Isabella is still on her way to Yamagata. It is taking a while. But that works out well for me because I have made a big discovery.
Would it feel quite so big if I hadn’t been safer-at-home for the last *checks notes* seven years? Maybe not. But is it big to me right now? YES.
First, the passage that led to the discovery:
Isabella noticed that several of the streams she has passed have cotton cloths suspended above them by four bamboo stakes. There is a long narrow tablet with characters on it nearby. Sometimes, there are flowers in the stakes. Always, there is a wooden water dipper on the cloth. In this part of her journey, she happened to catch a Buddhist priest pouring water onto the cloth with the dipper. They were heading the same way, so she had the chance to talk with him about what is happening there. It is called “the Flowing Invocation.”
“… the tablet bears on it the kaimiyo, or posthumous name of a woman. The flowers have the same significance as those which loving hands place on the graves of kindred. If there are characters on the cloth, they represent the well-known invocation of the Nichiren sect, Namu mil ten ge kio.* The pouring of the water into the cloth … is a prayer.
“I have seldom seen anything more plaintively affecting, for it denotes that a mother in the first joy of maternity has passed away to suffer (according to popular belief) in the Lake of Blood, on of the Buddhist hells, for a sin committed in a former state of being, and it appeals to every passer-by to shorten the penalties of a woman in anguish, for in that lake she must remain until the cloth is so utterly worn out that the water falls through it at once.”**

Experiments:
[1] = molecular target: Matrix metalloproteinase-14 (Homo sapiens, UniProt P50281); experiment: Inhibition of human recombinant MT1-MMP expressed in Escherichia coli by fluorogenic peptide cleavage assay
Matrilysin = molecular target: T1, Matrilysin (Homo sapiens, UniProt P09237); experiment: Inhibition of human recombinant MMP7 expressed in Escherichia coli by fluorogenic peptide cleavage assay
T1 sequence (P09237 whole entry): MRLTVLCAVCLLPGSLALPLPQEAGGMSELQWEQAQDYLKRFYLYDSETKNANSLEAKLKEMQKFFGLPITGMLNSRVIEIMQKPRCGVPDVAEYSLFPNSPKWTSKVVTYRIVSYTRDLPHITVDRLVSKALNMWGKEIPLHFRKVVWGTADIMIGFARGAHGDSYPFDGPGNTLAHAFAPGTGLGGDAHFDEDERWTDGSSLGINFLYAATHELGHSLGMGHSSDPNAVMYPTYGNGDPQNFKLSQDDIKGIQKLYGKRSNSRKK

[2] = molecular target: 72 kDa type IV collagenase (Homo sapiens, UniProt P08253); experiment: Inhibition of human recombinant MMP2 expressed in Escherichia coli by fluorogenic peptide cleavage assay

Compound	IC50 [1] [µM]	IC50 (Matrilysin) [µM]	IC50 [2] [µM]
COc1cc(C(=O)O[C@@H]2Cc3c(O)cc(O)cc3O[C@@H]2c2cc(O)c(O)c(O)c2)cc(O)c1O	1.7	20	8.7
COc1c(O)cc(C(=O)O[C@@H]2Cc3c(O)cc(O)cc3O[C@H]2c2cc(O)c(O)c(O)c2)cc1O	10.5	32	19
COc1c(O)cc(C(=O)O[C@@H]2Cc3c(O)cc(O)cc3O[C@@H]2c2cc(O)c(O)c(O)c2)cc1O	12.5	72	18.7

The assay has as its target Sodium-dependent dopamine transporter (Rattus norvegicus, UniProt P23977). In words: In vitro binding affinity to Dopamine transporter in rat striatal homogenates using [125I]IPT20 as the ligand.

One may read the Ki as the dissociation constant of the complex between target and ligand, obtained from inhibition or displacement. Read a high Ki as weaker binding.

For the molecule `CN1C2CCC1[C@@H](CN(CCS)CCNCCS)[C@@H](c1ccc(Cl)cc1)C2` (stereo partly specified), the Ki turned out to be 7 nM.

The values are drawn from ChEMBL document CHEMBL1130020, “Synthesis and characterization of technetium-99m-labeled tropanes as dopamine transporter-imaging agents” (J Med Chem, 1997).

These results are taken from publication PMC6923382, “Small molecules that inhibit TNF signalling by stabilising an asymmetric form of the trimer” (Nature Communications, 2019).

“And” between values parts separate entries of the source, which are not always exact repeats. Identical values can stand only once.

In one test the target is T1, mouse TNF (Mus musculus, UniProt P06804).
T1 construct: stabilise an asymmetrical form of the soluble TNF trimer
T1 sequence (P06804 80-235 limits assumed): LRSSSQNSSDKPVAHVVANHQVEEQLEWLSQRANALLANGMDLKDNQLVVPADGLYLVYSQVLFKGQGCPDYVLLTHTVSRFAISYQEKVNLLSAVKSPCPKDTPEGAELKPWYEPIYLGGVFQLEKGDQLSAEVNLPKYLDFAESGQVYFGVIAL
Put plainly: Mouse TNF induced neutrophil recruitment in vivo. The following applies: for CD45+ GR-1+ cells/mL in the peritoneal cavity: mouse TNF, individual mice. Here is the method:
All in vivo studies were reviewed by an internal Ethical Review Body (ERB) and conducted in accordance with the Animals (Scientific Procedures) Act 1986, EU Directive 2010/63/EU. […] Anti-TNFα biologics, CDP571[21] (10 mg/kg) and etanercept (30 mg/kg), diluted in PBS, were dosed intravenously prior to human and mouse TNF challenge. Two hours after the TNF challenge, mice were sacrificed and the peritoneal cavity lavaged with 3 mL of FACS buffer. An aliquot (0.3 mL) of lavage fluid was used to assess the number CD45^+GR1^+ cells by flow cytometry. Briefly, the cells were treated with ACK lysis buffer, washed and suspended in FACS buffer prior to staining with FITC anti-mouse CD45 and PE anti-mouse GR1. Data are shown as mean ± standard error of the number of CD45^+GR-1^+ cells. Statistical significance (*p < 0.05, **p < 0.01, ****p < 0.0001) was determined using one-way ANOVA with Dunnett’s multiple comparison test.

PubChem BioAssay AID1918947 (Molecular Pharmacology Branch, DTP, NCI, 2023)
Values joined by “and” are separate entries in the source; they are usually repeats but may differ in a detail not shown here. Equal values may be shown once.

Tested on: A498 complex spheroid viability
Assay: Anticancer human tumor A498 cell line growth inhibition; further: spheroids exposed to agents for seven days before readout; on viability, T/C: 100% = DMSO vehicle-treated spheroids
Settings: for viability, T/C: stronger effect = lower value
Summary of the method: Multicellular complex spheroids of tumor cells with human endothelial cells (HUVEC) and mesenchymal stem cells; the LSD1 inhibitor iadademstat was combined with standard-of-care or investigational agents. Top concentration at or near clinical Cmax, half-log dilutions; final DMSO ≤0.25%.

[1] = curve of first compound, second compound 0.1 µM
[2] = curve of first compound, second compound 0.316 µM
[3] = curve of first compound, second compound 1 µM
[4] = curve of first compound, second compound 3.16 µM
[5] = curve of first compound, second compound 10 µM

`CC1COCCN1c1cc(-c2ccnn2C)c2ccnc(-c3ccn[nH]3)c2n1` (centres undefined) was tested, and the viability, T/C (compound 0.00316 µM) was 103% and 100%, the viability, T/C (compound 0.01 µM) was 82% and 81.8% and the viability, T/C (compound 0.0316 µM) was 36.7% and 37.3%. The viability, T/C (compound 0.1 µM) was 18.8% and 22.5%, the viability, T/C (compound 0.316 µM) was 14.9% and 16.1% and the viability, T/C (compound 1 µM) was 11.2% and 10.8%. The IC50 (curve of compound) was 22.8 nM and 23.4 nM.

I am affected just by her description, so much so that I started searching for “the Flowing Incantation” to learn more.
(Actually, I searched for the Flowering Incantation first and found a lot of yoni-talk and jade eggs. It was a weird pocket of the internet that I don’t really recommend.)
Which is when I discovered that in a small Scottish library, there exists a version of Bird’s Japan book that has illustrations and that scans of said edition exist on-line.
Attached are a couple of ‘em for parts we’ve already explored. Enjoy.
- It’s usually rendered as “Namu Myōhō Renge Kyō"
** Of course, the wealthy found a work-around and bought cloths that were mostly worn through to begin with. It’s like papal indulgences but with fabric.
Isabella is slogging her way up to Hokkaido still. The going is slow because of mud, bugs, and illness. To be honest, even though I’d be happy to go just about anywhere right now, this part of the trip sounds dreadful.
At her stop in Yamagata city, she praises most of the shops but discovers that the Japanese, “from the Mikado downwards, have acquired a love of foreign intoxicants, which would be hurtful enough to them if the intoxicants were genuine, but is far worse when they are compounds of vitriol, fusel oil, bad vinegar, and I know not what. I saw two shops in Yamagata which sold champagne of the best brands, Martel’s cognac, Bass’ ale, Medoc, St. Julian, and Scotch whisky, at about one-fifth of their cost price — all poisonous compounds, the sale of which ought to be interdicted.”*
Speaking of Yamagata, their mascot** is Hanagata Beni Chan, which is a princess in cherry-print kimono with safflower flower hair. There’s probably more about her online but most of what I’ve found is in languages I don’t speak so I welcome any insight into what the heck she is holding that you can offer. Is it a pizza? Fun hat? Fireworks?
The trip doesn’t improve after she leaves Yamagata and goes further into the Dewa mountains. At that night’s stop in Shinjo, “the mosquitos were in the thousands, and I had to go to bed, so as to be out of their reach, before I had finished my wretched meal of sago*** and condensed milk. There was a hot rain all night, my wretched room was dirty and stifling, and rats gnawed my boots and ran away with my cucumbers.”
* Which is why, in the modern age, government agencies keep track of crazy stuff like labeling and adulteration…
** I love Japanese mascots — and they have one for nearly everything. I also love Japanese manhole covers but that is another entry.
*** Tapicoa, more or less